My Newswithviews Column, April 23 (‘Baloney against Homeschooling from Harvard’)

What about the “risks” of public schooling?

Leftists have ideas that race to the far reaches of stupidity in a thousand directions at once.

So here we have a Harvard law professor calling for a government ban on homeschooling because it’s so full of unacceptable “risks.”

Baloney Against Homeschooling From Harvard

What exactly are we getting for that $40.9 billion endowed to Harvard every year. Crikey, what do they do with such a fabulous amount of money? It’s not like Harvard has a navy to finance.

I wonder how many Harvard professors send their own kids to the public schools. My guess would be none.

6 comments on “My Newswithviews Column, April 23 (‘Baloney against Homeschooling from Harvard’)

  1. Great article. Indeed, the real agenda of the schools is conformity. They threw in some math and reading, along the way, but having everyone conform to their arbitrary standards was THE agenda. Keep quiet and don’t chew gum have long since been replaced by being “good citizens” as defined by the whims of environmental causes and notions of social justice. These things were rearing their heads, even when I was in school, but now they are preponderant.

    The results can be seen all around us. As children trained in this increasingly dysfunctional school system enter the adult world, their lack of reasoning skills becomes obvious. Just listen to what comes out of the mouths of some of these politicians.

    The book of Romans speaks of what happens when people ignore the obvious. Rom 1:20 “ For his invisible attributes, namely, his eternal power and divine nature, have been clearly perceived, ever since the creation of the world, in the things that have been made. So they are without excuse. 21 For although they knew God, they did not honor him as God or give thanks to him, but they became futile in their thinking, and their foolish hearts were darkened. 22 Claiming to be wise, they became fools, 23 and exchanged the glory of the immortal God for images resembling mortal man and birds and animals and creeping things.”

    I believe this explains what we are seeing today, and an atheistic education system has brought much of this about.

    In any discussion, the answers are of no more value than the questions being raised. While schools seek ways to make things function more smoothly, no one seems to ask whether public schooling is really the best way. Discipline in school has been a problem for a long time, but perhaps the problem is with the concept of schools. When I was in school, these were essentially facilities for confinement. The worst crime was leaving the campus, followed closely by missing a class.

    Now, I will agree that making a living usually requires that you be in a certain place at a certain time, but there’s one big difference between a job and school. In 30 minutes, I have to be in a meeting of the team I work with, but they are paying me to be there (in this case, it’s a virtual meeting, conducted with online collaboration tools and it spans the globe). There is an incentive for me to be at this certain place at this specific time. Every two weeks, like clockwork, my incentive is deposited in my bank account and this allows me to live independently, pay my bills and save for retirement.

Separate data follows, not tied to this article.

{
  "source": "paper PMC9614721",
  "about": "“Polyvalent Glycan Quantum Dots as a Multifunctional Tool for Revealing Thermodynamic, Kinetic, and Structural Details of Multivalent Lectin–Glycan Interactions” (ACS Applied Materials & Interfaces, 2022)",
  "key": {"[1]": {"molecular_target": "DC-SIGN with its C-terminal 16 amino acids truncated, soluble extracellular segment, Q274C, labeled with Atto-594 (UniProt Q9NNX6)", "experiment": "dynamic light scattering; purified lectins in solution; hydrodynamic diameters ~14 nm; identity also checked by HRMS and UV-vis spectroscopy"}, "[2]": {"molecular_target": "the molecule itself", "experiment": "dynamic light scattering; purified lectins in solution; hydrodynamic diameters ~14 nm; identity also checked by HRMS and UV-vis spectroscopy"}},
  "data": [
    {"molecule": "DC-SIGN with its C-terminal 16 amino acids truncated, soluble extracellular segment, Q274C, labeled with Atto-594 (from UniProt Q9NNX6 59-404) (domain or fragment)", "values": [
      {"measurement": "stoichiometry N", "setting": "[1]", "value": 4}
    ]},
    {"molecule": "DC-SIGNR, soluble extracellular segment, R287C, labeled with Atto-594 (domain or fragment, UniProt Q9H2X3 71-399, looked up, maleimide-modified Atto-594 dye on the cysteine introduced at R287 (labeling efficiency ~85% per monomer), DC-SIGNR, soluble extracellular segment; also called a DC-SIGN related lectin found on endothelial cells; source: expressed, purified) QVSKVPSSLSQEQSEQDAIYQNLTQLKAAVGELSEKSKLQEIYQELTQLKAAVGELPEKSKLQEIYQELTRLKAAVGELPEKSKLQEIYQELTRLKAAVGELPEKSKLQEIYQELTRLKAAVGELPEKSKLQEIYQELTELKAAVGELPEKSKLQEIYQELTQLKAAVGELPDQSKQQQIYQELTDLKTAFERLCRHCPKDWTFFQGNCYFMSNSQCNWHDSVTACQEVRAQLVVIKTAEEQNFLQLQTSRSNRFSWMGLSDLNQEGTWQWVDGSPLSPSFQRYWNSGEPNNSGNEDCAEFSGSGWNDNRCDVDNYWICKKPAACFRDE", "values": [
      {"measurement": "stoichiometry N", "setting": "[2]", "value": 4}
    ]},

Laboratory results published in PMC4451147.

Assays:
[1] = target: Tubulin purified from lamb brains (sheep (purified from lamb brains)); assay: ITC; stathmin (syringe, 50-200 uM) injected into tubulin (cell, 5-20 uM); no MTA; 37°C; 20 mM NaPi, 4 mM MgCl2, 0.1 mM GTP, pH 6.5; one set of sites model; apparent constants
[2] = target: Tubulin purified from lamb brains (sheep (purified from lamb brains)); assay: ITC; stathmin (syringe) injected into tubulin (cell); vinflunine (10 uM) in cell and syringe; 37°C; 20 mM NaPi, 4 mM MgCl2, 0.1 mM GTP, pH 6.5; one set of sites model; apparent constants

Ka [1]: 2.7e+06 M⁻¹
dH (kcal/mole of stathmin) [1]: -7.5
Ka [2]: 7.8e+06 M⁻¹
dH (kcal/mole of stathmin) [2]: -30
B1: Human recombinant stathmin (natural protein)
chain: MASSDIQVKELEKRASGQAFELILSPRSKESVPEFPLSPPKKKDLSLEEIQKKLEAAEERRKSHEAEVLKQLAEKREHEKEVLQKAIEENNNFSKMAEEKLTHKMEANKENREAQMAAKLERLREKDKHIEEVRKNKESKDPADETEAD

Schools offer incentives, but they are quite different. One obvious incentive is the grades students are given, supposedly given for the merit of the work being done, but all too often given to assuage the demands of parents that claim unfair treatment. Another incentive is academic opportunity and there is certainly value in some of these incentives. A full-ride scholarship to MIT could be worth a lot, but scholarships are not always used for productive learning, so we end up with the phenomenon of the PHD earning starvation wages because they aren’t qualified to do anything that an employer is willing to pay for, so they schlep books at Barnes and Nobles or sling espresso at Starbucks. Meanwhile, their high school peer that pursued an apprenticeship in plumbing is making a much better living and has no student loans to pay off.

    Education has become an end unto itself, for many people. As someone that has been a hiring manager in a technical field, I was much more impressed with experience than I was with education and if a candidate came along with an impressive education, but a poor record of earnings, I tended to read no further into their resume. Impressive degrees in a resume applying for a $40,000 per year, entry level position strike me as alarming.

    If I had the time and wherewithal, I would love to go back to school and pursue a degree in Engineering Physics, or perhaps Electrical Engineering, but these would be to augment what I have already learned and not specifically to prepare for a new career.

    Unfortunately, a lot of young people, in our day, see college as a career guarantee, and that is simply not realistic.

  2. Great article, Lee!! The #1 school in Arkansas that also came in 8th place nationwide is a charter school. The next top four schools in Arkansas are charter schools. Charter school students are chosen by lottery. Think of that, these schools don’t get to screen for advanced students yet produce top test scores. Joe Biden has promised to eliminate all charter schools – is he in cahoots with the devil?

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